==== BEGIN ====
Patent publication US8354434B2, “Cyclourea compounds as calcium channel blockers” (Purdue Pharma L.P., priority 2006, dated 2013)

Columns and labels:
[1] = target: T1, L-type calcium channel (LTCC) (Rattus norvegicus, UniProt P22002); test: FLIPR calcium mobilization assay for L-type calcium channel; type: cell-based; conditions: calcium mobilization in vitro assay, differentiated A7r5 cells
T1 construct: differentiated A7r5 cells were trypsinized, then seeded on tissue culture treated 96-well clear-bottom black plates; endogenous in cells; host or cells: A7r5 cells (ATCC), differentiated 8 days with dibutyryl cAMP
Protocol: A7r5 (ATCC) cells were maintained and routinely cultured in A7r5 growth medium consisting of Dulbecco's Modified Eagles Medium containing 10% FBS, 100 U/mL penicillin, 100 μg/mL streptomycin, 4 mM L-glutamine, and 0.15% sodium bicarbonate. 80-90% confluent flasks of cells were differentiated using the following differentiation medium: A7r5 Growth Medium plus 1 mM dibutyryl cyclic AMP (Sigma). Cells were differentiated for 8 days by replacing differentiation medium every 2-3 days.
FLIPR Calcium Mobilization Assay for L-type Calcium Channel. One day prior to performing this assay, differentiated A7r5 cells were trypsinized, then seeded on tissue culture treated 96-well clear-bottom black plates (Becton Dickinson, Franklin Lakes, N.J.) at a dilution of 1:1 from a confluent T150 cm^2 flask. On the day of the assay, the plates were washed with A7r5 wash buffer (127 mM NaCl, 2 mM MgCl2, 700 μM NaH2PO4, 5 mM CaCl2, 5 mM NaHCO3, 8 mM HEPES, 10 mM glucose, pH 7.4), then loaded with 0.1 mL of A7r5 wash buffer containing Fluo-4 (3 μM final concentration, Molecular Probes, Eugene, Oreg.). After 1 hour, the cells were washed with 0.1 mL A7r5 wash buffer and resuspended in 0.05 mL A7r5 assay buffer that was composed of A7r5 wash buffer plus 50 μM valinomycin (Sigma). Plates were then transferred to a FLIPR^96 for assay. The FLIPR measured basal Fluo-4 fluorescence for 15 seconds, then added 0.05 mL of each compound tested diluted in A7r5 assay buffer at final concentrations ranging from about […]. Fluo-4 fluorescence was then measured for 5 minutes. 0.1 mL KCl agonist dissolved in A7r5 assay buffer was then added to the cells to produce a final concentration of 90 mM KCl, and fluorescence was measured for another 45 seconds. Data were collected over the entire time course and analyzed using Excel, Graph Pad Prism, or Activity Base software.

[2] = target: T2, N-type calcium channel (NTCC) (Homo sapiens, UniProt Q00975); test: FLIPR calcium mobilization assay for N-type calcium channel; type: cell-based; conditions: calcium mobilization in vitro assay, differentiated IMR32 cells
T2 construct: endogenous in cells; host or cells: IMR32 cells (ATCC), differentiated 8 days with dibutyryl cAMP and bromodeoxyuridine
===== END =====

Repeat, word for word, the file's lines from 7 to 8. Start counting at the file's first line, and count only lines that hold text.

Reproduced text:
[2] = target: T2, N-type calcium channel (NTCC) (Homo sapiens, UniProt Q00975); test: FLIPR calcium mobilization assay for N-type calcium channel; type: cell-based; conditions: calcium mobilization in vitro assay, differentiated IMR32 cells
T2 construct: endogenous in cells; host or cells: IMR32 cells (ATCC), differentiated 8 days with dibutyryl cAMP and bromodeoxyuridine